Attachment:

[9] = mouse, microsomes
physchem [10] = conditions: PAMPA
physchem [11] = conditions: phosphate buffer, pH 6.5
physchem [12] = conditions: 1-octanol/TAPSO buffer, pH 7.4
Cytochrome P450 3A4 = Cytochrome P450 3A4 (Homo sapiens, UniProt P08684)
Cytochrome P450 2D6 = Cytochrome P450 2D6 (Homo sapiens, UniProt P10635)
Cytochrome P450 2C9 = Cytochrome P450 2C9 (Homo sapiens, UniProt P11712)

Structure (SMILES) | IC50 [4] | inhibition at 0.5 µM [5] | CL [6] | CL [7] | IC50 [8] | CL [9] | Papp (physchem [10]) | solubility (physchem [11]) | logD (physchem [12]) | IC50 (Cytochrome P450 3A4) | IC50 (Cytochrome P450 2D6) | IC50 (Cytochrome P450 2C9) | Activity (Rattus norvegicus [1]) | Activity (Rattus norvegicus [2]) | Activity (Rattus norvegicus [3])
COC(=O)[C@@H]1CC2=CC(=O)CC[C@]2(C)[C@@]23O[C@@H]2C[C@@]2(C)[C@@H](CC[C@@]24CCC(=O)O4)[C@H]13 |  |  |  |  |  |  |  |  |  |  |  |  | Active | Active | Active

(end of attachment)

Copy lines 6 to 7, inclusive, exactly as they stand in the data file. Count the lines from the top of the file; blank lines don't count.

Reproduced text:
Cytochrome P450 2D6 = Cytochrome P450 2D6 (Homo sapiens, UniProt P10635)
Cytochrome P450 2C9 = Cytochrome P450 2C9 (Homo sapiens, UniProt P11712)